Paco tipped off a police raid that caught his cousin with $80,000 in cash, several pounds of meth, and over two hundred firearms.
After the match, he started fighting with my cousin, and he took out a knife and he killed him.
Townsend, in fact, was on his way to church with his cousin as the first bottles flew.
Coutts informed Obote that it was the Queen who had personally chosen her cousin to represent her.
Scott argued with his cousin James outside their family deli, on the night of Feb. 28.
But the hideous doctrines which his cousin had preached to him were not without their effect.
This post was filled in Oldport, in those days, by my cousin Kate.
She had been asked to marry him by her cousin Mr Ball, and she had almost yielded.
"A cousin from Australia," she concluded: they had cousins there.
Marty did not hint to his cousin that he suspected her intention.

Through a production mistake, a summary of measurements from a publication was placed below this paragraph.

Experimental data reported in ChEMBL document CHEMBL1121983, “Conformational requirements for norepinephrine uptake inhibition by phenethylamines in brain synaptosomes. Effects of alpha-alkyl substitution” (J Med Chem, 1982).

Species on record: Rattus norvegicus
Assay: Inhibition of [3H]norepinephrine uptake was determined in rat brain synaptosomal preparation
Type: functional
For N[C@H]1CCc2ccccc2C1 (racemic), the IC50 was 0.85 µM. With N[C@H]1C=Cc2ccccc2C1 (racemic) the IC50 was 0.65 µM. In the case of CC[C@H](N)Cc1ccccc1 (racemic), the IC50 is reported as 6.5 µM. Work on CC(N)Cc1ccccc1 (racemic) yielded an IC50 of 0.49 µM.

mid-12c., from Old French cosin (12c., Modern French cousin) "nephew, kinsman, cousin," from Latin consobrinus "cousin," originally "mother's sister's son," from com- "together" (see com-) + sobrinus (earlier *sosrinos) "cousin on mother's side," from soror (genitive sororis) "sister."
Italian cugino, Danish kusine, Polish kuzyn also are from French. German vetter is from Old High German fetiro "uncle," perhaps on the notion of "child of uncle." Words for cousin tend to drift to "nephew" on the notion of "father's nephew."
Many IE languages (including Irish, Sanskrit, Slavic, and some of the Germanic tongues) have or had separate words for some or all of the eight possible "cousin" relationships, e.g. Latin, which along with consobrinus had consobrina "mother's sister's daughter," patruelis "father's brother's son," atruelis "mother's brother's son," amitinus "father's sister's son," etc. Old English distinguished fæderan sunu "father's brother's son," modrigan sunu "mother's sister's son," etc.
Used familiarly as a term of address since early 15c., especially in Cornwall. Phrase kissing cousin is Southern U.S. expression, 1940s, apparently denoting "those close enough to be kissed in salutation;" Kentish cousin (1796) is an old British term for "distant relative."